Presenters include Ellen Mallory, Extension sustainable agriculture specialist; Lois Berg Stack, Extension ornamental horticulture specialist; Eric Gallandt, associate professor of weed ecology and management; John Jemison, Extension water quality specialist; Bryan Brown and Erin Roche, UMaine graduate students in Sustainable Agriculture; and Tom Molloy, sustainable agriculture research associate. Ilse Rasmussen, visiting scholar from the International Center for Research on Organic Food Systems, will discuss sustainable agriculture in Denmark.

Participants will receive one pesticide certification credit and two Certified Crop Adviser credits. Registration begins at 4:30 p.m.; events are 5-7:30 p.m. Participants are invited to arrive at 4 p.m. to participate in a walking weed tour conducted by Gallandt.

For more information, or to request a disability accommodation, contact Mallory at 207.581.2942 or Jemison at 207.581.3241.

Image Description: UMaine Sustainable Ag Field Day

What’s That Weed? UMaine Extension Knows

Common weeds that invade vegetable, fruit, and other cultivated crops will be the focus of the walk led by Extension Educator Donna Coffin. She’ll have references available for those who want to learn how to identify and manage weeds. Participants are encouraged to bring a digital photo of problematic weeds in their farms and gardens. Two hours of pesticide recertification credit are available for private pesticide applicators.

For more information, or to request a disability accommodation, contact Coffin at 207.564.3301,800.287.1491 (in Maine), or donna.coffin@maine.edu. Details also are available at calendar.umaine.edu/events/.

Image Description: Cinquefoil

Farm Scoop – May 2014

University of Maine Cooperative Extension offers FREE Hayfield, Pasture Management Workshops

Rick Kersbergen, UMaine Extension educator in Waldo County, will lead the “Got Hayfields?” workshops, which focus on how to best manage hayfields and pastures to produce high-quality feed for livestock. Topics include weed control, managing soil fertility, hay and pasture renovation techniques, grazing management and basics of forage quality.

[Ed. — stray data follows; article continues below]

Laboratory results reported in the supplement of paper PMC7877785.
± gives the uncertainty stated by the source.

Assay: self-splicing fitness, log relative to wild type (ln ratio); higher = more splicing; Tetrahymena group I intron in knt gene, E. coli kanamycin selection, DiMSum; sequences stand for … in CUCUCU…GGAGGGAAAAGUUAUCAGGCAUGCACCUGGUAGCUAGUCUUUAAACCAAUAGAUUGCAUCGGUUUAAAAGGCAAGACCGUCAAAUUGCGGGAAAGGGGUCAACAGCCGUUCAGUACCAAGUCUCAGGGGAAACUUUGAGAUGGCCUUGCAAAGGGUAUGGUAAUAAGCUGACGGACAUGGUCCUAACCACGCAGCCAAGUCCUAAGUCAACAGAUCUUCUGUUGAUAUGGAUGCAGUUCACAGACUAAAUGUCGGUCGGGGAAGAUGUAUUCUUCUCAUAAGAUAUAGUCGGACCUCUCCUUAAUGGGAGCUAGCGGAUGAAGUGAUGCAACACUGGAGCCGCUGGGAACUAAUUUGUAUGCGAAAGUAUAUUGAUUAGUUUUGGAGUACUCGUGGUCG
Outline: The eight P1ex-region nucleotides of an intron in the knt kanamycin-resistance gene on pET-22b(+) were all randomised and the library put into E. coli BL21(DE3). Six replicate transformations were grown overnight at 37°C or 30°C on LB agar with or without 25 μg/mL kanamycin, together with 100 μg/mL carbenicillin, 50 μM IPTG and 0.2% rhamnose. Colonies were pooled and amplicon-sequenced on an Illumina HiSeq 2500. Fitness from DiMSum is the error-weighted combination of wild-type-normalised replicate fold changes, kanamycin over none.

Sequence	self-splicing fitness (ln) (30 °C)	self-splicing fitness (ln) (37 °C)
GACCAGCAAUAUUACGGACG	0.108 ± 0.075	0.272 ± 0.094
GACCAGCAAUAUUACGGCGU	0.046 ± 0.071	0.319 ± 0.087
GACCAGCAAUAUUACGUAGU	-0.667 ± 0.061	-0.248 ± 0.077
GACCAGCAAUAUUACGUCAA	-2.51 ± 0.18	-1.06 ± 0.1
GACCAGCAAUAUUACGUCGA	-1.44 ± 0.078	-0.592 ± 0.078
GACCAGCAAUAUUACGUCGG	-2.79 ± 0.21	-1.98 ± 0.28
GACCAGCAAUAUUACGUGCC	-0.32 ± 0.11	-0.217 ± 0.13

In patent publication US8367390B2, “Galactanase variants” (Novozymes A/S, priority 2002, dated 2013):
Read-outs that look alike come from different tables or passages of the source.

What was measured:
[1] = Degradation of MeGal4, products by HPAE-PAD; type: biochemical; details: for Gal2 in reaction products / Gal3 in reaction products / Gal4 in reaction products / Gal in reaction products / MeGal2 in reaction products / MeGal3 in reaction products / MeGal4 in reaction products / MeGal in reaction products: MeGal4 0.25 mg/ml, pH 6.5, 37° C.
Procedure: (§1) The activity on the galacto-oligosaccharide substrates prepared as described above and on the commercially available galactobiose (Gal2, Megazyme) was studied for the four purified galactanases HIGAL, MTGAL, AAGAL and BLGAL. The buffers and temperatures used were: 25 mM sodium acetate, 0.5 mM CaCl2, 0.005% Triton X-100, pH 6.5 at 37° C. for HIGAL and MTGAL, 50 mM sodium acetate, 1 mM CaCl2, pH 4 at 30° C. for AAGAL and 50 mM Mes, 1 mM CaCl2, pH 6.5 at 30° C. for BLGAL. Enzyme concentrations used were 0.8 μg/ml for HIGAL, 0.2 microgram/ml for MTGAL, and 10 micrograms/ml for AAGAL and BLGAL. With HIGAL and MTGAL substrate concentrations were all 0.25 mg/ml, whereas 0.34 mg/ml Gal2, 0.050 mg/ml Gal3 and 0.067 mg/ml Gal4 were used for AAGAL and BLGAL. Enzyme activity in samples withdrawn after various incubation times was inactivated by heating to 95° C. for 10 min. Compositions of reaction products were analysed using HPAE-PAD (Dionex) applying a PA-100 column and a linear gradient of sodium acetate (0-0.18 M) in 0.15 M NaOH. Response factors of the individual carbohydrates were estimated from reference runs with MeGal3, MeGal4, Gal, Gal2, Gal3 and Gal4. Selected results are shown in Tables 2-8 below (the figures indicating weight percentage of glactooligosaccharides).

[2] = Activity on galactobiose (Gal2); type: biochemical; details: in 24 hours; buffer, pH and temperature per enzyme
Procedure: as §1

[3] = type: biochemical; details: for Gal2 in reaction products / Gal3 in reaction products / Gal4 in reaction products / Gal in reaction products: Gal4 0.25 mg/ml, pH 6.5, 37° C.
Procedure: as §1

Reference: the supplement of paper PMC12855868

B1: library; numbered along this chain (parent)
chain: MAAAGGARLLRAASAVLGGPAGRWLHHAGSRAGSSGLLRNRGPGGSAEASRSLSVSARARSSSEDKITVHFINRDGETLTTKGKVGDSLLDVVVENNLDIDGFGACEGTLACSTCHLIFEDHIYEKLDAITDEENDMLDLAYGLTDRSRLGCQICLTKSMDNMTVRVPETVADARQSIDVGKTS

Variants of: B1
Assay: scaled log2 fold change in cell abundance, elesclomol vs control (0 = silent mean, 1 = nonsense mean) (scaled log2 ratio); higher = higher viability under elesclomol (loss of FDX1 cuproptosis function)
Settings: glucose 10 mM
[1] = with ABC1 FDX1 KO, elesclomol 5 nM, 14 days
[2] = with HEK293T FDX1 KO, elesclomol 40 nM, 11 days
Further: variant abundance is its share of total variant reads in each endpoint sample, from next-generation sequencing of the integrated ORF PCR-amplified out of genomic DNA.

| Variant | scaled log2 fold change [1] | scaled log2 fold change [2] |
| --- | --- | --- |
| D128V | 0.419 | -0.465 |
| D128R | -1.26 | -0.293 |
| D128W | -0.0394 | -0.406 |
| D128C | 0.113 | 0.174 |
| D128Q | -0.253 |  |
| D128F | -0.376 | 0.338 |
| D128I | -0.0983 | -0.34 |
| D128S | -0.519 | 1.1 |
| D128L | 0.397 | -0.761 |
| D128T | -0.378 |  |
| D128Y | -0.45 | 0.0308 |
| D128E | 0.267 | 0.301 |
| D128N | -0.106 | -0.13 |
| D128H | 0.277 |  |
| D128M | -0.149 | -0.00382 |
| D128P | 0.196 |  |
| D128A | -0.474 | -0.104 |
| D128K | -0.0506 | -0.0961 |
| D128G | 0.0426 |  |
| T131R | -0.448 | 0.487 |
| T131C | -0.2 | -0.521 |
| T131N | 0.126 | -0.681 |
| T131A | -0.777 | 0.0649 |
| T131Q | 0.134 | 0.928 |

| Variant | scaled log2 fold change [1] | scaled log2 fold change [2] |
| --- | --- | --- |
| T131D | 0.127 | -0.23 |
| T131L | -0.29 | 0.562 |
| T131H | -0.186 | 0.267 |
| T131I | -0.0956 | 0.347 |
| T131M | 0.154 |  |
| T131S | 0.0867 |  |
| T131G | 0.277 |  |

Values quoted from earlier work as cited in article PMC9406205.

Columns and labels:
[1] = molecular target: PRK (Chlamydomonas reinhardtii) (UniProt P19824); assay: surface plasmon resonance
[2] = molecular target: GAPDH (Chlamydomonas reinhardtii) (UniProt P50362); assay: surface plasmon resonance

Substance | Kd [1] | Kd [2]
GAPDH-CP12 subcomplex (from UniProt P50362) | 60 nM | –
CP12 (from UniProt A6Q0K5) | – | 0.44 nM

Workshops are scheduled for the following dates, times and locations:

•  May 14, 5:30-7:30 p.m., UMaine Extension, 24 Main St., Lisbon Falls

•  June 3, 5:30-7:30 p.m., Noon Family Sheep Farm, 78 Sunset Road, Springvale

Pre-registration is requested. To register, or to request a disability accommodation, call 1.800.287.1426, or visit the Waldo County program page

2014 FAMACHA Workshop

On Saturday, May 17th at 3:00 p.m. the North East Livestock Expo (NELE) in Windsor, attend a FAMACHA workshop, designed to equip sheep and goat producers with the skills and knowledge to determine the degree of infections of Haemonchus contorutus (barber pole worm). Cost PER FARM: $20.00 (enrolls multiple attendees). For more information or to enroll, please visit the Cumberland County program page

Pilot Farmers’ Market in Lisbon

The Town of Lisbon, under its Healthy Maine Streets initiative, is interested in starting a pilot Farmer’s Market for the 2014 season at the MTM Community Center at 18 School Street. If you are interested in participating in this exciting new market, please contact Economic & Community Development Director, Tracey Steuber.

There will be an informational meeting for all interested vendors on Tuesday, May 20th at 5:30 p.m. at the UMaine Cooperative Extension office located at 24 Main Street in Lisbon Falls. If you are interested, but unable to make this meeting, please let Tracey know.

UMaine Cooperative Extension offers 2014 Master Food Preserver Program

Master Food Preserver (MFP) volunteers serve to extend Extension’s educational programs in food preservation to adults and youth. The MFP Program includes 10 three-hour kitchen lab sessions in the Gorham Middle School, Family and Consumer Science Room, and the UMaine Cooperative Extension Cumberland County office in Falmouth.